Stage, Screen, and Story

Illustration of a Magically lit stage

A Novel Approach to Pharmacy Instruction

By Jane E. Rooney

Schools of pharmacy are incorporating the arts and humanities into the curriculum to give students more insight into patients’ experiences, foster greater empathy and strengthen the patient-provider connection.

A student pharmacist can open a textbook and get a straightforward, technically accurate explanation of a disease or medication. But what if that student read a piece of literature that offered a vivid description of someone suffering from illness? Or saw a play in which an actor portrayed what it looks like to live with a certain disease? Or had to create a dance based on a medication’s chemical structure? The arts and humanities are making their way into classroom instruction at several pharmacy schools as faculty attempt to broaden students’ understanding of the patient experience and ultimately enhance the patient-provider relationship.

“The humanities are able to provide a much better depiction and scope of what people actually experience when they are ill,” explained Dr. Russell Teagarden, former VP of clinical practices and therapeutics at Medco Health Solutions. “The humanities give a fuller explanation as it relates to the prolonged illness experience. It lets students and practitioners get a better grasp of the fullness of that experience. The way that writers, artists, musicians, filmmakers and poets are able to render it in a very profound way makes a much bigger impact. It’s much more powerful and an entirely different experience of reading about an illness in literature rather than in a textbook.” 

Along with faculty at Touro College of Pharmacy, Teagarden received AACP’s Innovations in Teaching Award in 2011 for developing an elective course, “Illness Performed and Imagined,” that explored how healthcare is interpreted and portrayed across several humanities genres, including literature, art, film and drama. The intent, Teagarden said, was to expose students to the humanities as a place to get a broader view of illness and expand the scope of inquiry they would have with any given disease. “We purposely used different genres to show students that getting a better picture of an illness can be found in a lot of different places. If you have a fuller understanding of what people face, you’d hope that would trigger empathy but also that you would ensure that treatment and diagnoses are better.” This approach also reinforces the idea behind narrative medicine: helping providers understand a patient’s whole story.
Courses like these, along with visual arts displays and other performance experiences, are engaging student pharmacists and allowing them to gain a deeper understanding of how patients live with illness, how medication impacts their lives and why more empathic interactions with their healthcare providers can make a difference. “I’ve come to see the arts as essential to producing good clinicians,” Teagarden declared. “I don’t think it’s just nice to have, I think it’s critical to put it into the curriculum.”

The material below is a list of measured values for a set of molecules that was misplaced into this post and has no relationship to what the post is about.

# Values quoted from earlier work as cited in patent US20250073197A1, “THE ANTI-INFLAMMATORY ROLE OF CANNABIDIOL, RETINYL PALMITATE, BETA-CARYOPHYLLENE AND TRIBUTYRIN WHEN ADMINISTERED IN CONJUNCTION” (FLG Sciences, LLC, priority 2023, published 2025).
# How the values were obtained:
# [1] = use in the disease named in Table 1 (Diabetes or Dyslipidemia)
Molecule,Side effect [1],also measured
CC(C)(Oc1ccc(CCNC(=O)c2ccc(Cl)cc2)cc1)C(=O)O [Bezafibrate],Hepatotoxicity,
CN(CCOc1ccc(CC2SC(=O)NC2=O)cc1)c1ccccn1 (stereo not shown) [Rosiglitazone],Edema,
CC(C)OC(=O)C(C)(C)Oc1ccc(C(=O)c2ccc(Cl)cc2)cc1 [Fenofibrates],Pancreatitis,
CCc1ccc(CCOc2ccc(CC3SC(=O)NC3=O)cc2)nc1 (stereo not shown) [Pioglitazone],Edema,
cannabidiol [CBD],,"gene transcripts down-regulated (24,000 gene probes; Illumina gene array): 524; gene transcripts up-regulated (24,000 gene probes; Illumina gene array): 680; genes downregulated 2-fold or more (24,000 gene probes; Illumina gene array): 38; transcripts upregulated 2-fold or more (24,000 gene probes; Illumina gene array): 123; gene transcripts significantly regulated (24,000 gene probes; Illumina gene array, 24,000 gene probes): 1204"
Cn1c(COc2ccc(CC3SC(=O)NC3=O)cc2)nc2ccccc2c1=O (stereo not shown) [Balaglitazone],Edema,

Art Shifts Perspective

Evidence suggests that the arts can improve clinical observation skills, attention to detail, empathy and understanding patients’ complete stories. Dr. Susan Meyer, associate dean for education, University of Pittsburgh School of Pharmacy, was one of several faculty members who helped develop a humanities elective course that would bring together an interprofessional group to share different perspectives about engaging with patients and families. The course, “Literature and Film to Understand Patient-Provider Experiences,” allowed students to “step out of the technical content and really focus on patient and provider experiences in a more holistic way,” Meyer said. “There were lots of conversations about stereotypes and the importance of really listening to the patient. We explored the use of words, particularly through some poetry, and what people might be thinking. There was a lot of reflection.”

The students said they really learned a lot about themselves and they said it would change in a positive way their interactions with patients. Some had experience with underserved patient communities and were able to bring that to the conversation. Others said they would be much more aware of thinking about patients as the humans they are as opposed to just a disease state.

Dr. Susan Meyer

The idea for the course originated last year, when the provost selected the theme “humanities in the university” for the year and made small grants available to advance the concept. Meyer said that a working group that thinks strategically about interprofessional education on campus—drawn from members of the six schools of health sciences and the school of social work—brainstormed different ways to engage students across professional boundaries and envisioned this course. Faculty members representing the various schools led the class, offered for the first time this semester.

“We narrowed down our ideas to five books and three films, and with the grant money we purchased copies of those resources to provide to the students,” Meyer noted. “The grant supported development of instructor guides that would support the use of those eight learning resources.” However, once it was determined that the course would only be one credit, they shortened the syllabus to two movies and one book, along with some poetry. “We used Being Mortal, by Atul Gawande,” she said. “One of the films was a documentary about the use of music in treating patients with dementia called ‘Alive Inside.’ The other was a feature film called ‘The Doctor’ from 1991 starring William Hurt about a physician who has a terrible bedside manner but then becomes a patient and it changes his perspective. It’s a really terrific teaching tool.”